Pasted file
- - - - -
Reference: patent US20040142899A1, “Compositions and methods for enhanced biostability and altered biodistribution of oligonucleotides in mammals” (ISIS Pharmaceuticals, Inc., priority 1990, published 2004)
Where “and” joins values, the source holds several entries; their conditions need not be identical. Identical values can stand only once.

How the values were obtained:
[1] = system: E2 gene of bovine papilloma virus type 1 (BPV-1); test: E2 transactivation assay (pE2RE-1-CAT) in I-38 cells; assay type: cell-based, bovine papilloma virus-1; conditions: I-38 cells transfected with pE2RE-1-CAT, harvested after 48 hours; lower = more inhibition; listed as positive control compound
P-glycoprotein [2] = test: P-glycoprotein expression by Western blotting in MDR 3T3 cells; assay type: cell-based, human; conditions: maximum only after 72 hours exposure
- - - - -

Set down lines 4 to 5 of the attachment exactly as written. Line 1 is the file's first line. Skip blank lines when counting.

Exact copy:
[1] = system: E2 gene of bovine papilloma virus type 1 (BPV-1); test: E2 transactivation assay (pE2RE-1-CAT) in I-38 cells; assay type: cell-based, bovine papilloma virus-1; conditions: I-38 cells transfected with pE2RE-1-CAT, harvested after 48 hours; lower = more inhibition; listed as positive control compound
P-glycoprotein [2] = test: P-glycoprotein expression by Western blotting in MDR 3T3 cells; assay type: cell-based, human; conditions: maximum only after 72 hours exposure